Kama Rupa is an interesting name. If you do a Google search on it, you come up with a few leads. You're led to Kamarupa, the first kingdom of ancient Assam in Northern India from 350 AD to around 1150 AD. That one doesn't make very much sense in context of this interview, though I am now somewhat better versed in ancient kingdoms. The second, and more relevant, thing I found myself drawn to was the sanskrit compound word "Kama-Rupa," which translates to "Desire Body." It's a bit of an puzzler though, as Desire Body signifies more along the lines of the part of the body in which desire as well as mental and psychical functions are held, for lack of a better term. Once a person dies, the Kama Rupa is the part of the body that can explore and learn from astral worlds. Loosely speaking, the Kama Rupa is the spiritual part of a human being.
It makes sense in context of the Kama Rupa group, which does not less of a band, and more of a collective. The majority of my experience with Kama Rupa is through their sonic output. They recently released a fantastic cassette on Ascetic House (which you can still probably pick up from distributors or places like Heaven Street in Brooklyn or Mount Analog in Los Angeles) but have been releasing sound documents since 2010.
The definition of the Desire Body makes more sense in light of Kama Rupa's music. There are waves of noise, yes, but there is also a spiritual and ritualistic aspect to the music. To be honest, I have not been able to find some of the recordings, such as a single-sided 12" acetate on Blind Prophet that came out for Tesco USA's 10th anniversary. I've had luck with finding most of the Kama Rupa cassettes, though due to the extremely limited nature of some releases, I am still on the look out (and probably will be for a while). This does not take from the experience though. For me, it actually makes the object at hand as well as the listening experience more precious. Where will you dig to find gold?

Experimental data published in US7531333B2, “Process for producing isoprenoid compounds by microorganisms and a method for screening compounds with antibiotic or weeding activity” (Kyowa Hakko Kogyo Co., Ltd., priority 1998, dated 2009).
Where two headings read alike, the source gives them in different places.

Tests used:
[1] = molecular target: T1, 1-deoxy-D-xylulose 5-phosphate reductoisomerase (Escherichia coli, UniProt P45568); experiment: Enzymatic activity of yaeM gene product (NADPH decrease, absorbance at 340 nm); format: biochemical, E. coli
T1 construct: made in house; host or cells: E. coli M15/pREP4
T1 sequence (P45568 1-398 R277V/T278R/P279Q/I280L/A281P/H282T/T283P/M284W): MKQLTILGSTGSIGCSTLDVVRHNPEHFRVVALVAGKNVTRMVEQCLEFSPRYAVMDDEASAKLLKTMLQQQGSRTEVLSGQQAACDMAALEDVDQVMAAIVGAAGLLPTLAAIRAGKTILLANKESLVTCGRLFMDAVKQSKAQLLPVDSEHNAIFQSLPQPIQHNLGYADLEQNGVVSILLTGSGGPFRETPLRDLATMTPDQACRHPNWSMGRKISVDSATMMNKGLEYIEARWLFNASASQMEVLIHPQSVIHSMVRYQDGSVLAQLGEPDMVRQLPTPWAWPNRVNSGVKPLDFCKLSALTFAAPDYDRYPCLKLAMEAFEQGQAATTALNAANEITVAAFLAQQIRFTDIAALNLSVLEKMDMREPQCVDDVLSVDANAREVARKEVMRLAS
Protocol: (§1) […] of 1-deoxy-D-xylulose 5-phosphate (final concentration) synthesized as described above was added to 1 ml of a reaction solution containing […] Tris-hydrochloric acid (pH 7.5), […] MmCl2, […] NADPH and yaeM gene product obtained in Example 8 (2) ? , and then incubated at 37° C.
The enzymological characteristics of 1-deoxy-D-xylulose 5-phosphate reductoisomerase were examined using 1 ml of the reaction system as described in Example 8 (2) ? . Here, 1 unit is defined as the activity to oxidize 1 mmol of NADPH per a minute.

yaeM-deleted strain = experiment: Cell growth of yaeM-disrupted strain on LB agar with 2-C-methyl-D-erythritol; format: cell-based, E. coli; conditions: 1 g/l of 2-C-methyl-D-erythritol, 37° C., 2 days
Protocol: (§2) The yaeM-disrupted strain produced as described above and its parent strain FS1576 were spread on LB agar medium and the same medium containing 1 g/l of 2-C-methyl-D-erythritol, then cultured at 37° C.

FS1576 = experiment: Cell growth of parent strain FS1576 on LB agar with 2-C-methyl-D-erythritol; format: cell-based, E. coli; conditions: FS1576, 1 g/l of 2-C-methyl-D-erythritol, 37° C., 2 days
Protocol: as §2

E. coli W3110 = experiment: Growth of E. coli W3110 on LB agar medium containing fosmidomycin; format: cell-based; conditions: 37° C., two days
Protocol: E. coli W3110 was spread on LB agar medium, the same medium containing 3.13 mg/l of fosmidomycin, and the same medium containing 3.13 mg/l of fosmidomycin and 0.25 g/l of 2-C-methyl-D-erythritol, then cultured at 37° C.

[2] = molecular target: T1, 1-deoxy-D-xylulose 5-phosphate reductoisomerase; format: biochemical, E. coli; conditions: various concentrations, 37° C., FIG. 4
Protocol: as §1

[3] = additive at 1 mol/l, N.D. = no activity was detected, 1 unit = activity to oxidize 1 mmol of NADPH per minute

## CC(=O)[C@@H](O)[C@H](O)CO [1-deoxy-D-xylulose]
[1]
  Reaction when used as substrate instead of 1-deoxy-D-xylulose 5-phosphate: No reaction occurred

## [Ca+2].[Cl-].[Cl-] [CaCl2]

Kama Rupa's last cassette was made by Erik Proft, Sean Ragon, and Paul Wolftyr and is a further demonstration of a collaborative ethos. There is little on the internet about Kama Rupa and that is part of the appeal. Unlike usual, I will not be including links, as I think the search is important. That said, your first step may come a little bit easier with Erik as your guide
Jordan: When did you start Kama Rupa? Did you begin by performing live or recording material?
Erik: Kama Rupa was formed inside a locked door inside a squat in the Lower East Side. We started out as a sort of discussion group. We would cook food, drink wine and listen to unhealthy amounts of Zero Kama. Our discussions turned to action and our actions led us to play our first show at the Red Light District. I don't think at the time we considered ourselves a band. I'm not sure if we do now, actually.
J: There seems to be a changing cast of people involved in Kama Rupa with you as the sole member. How does the lineup change? Is it a conscious decision that depends on the music or more of a logistical thing?
E: Kama Rupa (the outward sonic element) has three main members. Out of the three of us, none are obligated to partake in any mundane recording, but must live our lives according to our codes. We do tend to collaborate with many (like-minded) individuals from various walks of life. We don't want to be stuck in our own little world with our own little belief system. We want to grow, nurture, adapt, and destroy. The sonic documentation of Kama Rupa is nothing more than an aftershock. A boarded up window looking into a long abandoned building.
J: Many of your previous releases have been only available in small quantities. What was your reasoning behind doing that?
E: Our releases are mainly in small quantities due to the fact that there are few people in this world who get us and fewer who work with us. We don't just hand you the information. You have to fight to understand. We have to fight to understand. We have pressed 1,000 copies of one album, and 24 copies of another. We don't want to jump on every offer we get from all the 'here today/gone tomorrow' cassette labels. We are all grown men. We've taught our children what we have learned. None of us care whether or not you have our records collecting dust in your Ikea shelving units.
J: Have you ever thought about reissuing some of your earlier releases, like the single-sided 12" on Blind Prophet?
E: I don't see us reissuing anything ever. Our recorded output was made for a specific time and place. It would be counterproductive and meaningless otherwise. Kama Rupa is not a band in any egocentric sense. We are not looking for any sort of recognition or notoriety. Once we're gone, we're gone. The record you're talking about specifically is very important to us. We made them specifically for the 11/11/11 Tesco USA 10th anniversary festival. We put them together in the back room right before our set. The vinyl was still warm and the hand painted covers still wet by the time they were being sold. That was a once in a lifetime event.